WHAT IS THE BUY PILE?
Every week Hannibal Tabu (winner of the 2012 Top Cow Talent Hunt/blogger/novelist/poet/jackass on Twitter/head honcho of Komplicated) grabs a whole lotta comics. These periodicals are quickly sorted (how) into two piles -- the "buy" pile (a small pile most weeks, comprised of planned purchases) and the "read" pile (often huge, often including comics that are really crappy but have some value to stay abreast of). Thursday afternoons you'll be able to get his thoughts (and they're just the opinions of one guy, so calm down, and here's some common definitions used in the column) about all of that ... which goes something like this ...
THE BUY PILE FOR JANUARY 11, 2017
God Country #1 (Image Comics)
Jump from the Read Pile. Whoa. This staggering new idea -- and it is that, a wholly new idea -- does everything right in a pitch perfect first issue. What seems like a fairly by-the-numbers if effectively presented family drama takes a big turn in the third act and becomes something magnificent. Too much to spoil, but the script from writer Donny Cates delivers characters and a plot that work and feel right while the visuals from Geoff Shaw, Jason Wordie, and John J. Hill effectively makes a desolate section of Texas come alive on the page. Where has this book been hiding? Wow.
Deathstroke #10 (DC Comics)
Warning: this issue signals a chance for this series to lose its "buy on sight" status. There were some solid developments in small doses -- Rose Wilson using her gifts to bond with her mother's relatives and a flashback for the titular character -- but the story wasn't a single cohesive narrative and meandered too restlessly. There was a lot to enjoy, but this issue didn't stand up to the series' standards. Had this been read before purchasing, it would be an honorable mention, so let's see if it can find its way back to greatness next issue.
Power Man And Iron Fist #12 (Marvel Comics)
Despite the super powers and sometimes spectacular (or in Iron Fist's case, laughable) costumes, this is a crime comic done so well. Three rival groups -- the Black Cat and Piranha Jones on one hand, the formerly dead teen genius Alex Wilder on a second and albino crime lord Tombstone as a third -- are all vying for control of the criminal underworld in Harlem. Along the way, the innocent became victims of the system and the guilty saw their crimes washed away, all with two best buds caught in the middle. David Walker's script allows everyone a moment to shine in a harmonic smoothness that makes this book a joy to read. The visuals from Sanford Greene, Lee Loughridge and Clayton Cowles are rough hewn but fitting for the highly kinetic, rough and tumble city streets. This book is a joy to read and almost Shakespearean in its machinations.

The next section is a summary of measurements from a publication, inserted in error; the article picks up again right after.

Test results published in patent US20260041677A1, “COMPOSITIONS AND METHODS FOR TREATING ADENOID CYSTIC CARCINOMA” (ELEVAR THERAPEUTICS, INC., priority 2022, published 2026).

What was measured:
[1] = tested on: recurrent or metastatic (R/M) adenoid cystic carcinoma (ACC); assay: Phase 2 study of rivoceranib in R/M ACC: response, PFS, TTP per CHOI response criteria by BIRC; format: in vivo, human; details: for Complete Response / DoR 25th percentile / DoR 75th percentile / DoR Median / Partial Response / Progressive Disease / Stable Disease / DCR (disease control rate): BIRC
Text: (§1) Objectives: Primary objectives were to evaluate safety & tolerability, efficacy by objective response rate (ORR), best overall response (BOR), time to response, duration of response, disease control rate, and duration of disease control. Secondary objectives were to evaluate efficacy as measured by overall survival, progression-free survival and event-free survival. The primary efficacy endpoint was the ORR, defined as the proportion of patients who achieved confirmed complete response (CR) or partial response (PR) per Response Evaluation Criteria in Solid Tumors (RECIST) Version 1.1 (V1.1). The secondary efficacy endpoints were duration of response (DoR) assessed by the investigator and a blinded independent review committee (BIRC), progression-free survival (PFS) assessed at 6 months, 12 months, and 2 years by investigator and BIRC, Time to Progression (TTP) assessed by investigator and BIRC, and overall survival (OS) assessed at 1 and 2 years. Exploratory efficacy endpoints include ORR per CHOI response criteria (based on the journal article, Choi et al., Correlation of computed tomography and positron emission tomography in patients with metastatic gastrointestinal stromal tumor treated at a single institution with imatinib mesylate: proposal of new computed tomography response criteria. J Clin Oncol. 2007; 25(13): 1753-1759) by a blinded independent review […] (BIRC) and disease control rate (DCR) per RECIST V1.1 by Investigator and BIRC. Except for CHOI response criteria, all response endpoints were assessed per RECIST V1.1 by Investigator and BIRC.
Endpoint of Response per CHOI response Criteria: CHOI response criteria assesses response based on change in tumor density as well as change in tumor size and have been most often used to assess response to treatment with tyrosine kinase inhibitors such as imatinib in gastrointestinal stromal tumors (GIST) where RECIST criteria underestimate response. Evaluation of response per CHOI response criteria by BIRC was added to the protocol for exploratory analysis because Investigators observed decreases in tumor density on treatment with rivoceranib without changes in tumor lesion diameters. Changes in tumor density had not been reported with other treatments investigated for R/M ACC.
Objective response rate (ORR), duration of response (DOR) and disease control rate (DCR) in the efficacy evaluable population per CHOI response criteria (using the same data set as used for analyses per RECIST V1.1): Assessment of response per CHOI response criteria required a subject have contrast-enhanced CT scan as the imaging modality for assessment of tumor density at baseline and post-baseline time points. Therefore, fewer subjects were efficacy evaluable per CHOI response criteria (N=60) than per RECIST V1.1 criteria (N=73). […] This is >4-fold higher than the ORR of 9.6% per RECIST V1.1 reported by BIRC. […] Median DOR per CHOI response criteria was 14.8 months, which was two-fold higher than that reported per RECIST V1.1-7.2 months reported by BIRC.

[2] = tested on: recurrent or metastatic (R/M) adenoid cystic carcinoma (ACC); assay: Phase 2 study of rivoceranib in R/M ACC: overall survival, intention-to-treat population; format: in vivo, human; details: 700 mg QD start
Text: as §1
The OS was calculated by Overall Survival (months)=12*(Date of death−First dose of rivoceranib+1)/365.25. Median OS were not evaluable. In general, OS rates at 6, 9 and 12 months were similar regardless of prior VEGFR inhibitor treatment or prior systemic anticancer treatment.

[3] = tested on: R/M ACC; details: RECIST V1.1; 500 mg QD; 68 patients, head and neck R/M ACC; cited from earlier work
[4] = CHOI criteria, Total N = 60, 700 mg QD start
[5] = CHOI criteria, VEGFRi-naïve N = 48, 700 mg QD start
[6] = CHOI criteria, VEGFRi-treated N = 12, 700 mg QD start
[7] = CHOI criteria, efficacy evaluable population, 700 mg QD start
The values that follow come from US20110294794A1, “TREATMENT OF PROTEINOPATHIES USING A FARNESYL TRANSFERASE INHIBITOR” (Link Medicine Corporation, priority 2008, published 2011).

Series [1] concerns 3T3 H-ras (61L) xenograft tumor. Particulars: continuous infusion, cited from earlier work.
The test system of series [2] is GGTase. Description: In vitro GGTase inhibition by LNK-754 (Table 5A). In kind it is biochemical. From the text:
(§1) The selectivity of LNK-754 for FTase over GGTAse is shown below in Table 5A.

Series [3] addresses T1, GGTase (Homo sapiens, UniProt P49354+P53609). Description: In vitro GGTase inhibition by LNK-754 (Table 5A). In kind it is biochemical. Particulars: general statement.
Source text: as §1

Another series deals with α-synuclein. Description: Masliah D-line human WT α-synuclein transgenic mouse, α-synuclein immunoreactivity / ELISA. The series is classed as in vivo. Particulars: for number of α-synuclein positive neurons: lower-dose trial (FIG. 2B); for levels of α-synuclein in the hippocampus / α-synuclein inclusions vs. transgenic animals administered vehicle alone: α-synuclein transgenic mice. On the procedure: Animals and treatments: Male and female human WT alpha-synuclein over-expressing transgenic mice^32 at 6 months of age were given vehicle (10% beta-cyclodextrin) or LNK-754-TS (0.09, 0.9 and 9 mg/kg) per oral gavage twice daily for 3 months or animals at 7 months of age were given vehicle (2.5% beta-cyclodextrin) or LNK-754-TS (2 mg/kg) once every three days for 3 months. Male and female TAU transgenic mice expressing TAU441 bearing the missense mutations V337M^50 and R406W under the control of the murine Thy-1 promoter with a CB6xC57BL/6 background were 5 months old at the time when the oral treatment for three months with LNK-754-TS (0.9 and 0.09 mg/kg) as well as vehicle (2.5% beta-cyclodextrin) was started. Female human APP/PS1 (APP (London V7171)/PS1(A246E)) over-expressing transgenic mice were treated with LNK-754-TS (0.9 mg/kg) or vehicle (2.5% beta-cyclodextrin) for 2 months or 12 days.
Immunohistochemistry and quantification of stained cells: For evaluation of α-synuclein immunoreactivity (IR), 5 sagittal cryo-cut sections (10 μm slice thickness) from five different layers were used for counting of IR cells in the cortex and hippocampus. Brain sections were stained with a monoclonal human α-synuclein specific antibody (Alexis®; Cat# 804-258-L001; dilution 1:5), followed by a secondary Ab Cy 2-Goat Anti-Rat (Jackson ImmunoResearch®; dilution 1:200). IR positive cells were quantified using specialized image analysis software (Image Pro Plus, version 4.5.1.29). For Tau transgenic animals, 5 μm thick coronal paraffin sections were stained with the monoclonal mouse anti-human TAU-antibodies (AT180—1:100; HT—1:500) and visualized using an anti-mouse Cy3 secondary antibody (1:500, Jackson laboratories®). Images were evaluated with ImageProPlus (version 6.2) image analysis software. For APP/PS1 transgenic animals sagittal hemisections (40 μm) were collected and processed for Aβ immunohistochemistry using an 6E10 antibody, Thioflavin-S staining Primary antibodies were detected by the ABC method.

Unbeatable Squirrel Girl #16 (Marvel Comics)
The origin issue is a staple in comics, and with her 25th anniversary as a character (wow!) we look back at the literal origins of Doreen Green, who didn't have to wait until puberty to begin her climb into awesomeness. From what could be the most awesome five-year-old birthday party ever (apologies to the children of this columnist) to celebrations of her birthday throughout the years this wonderfully exposed not only her great character development but also her longtime relationship with her squirrel friend Monkey Joe (no idea why he's called that). Ryan North turns in another winning script (with Will Murray, Squirrel Girl's creator) and the cartoony, kinetic stylings of Erica Henderson, Rico Renzi and Travis Lanham (with a Steve Ditko sketch in there, too) deliver big time.
WHAT'S THE PROGNOSIS?
Even in the sole challenge, there were high points, plus that great jump from Image, so that's a good thing ...
THIS WEEK'S READ PILE
Honorable Mentions: Stuff worth noting, even if it's not good enough to buy
"Occupy Avengers" #3 was very close to making it home as the chemistry and banter between characters was as engaging as the clean, gorgeous artwork. Unfortunately, we were all having such a good time making new friends that the plot didn't keep up, lacking story meat when push came to shove. Very close and the first two issues were stellar, so this will likely pick up steam next issue.
"Doctor Who The Eleventh Doctor Year Three" #1 had a lot of charm and started strong but didn't finish or tell a complete story, as if it never had any intentions of being a single installment. Enjoyable until it was frustrating.
If the changes in Victor Creed last longer than this crossover, "Uncanny X-Men" #17 might be worth noting. As it was, too many red shirts fell and too much monologuing from Sabretooth made this a little emo even amongst all the bloodshed.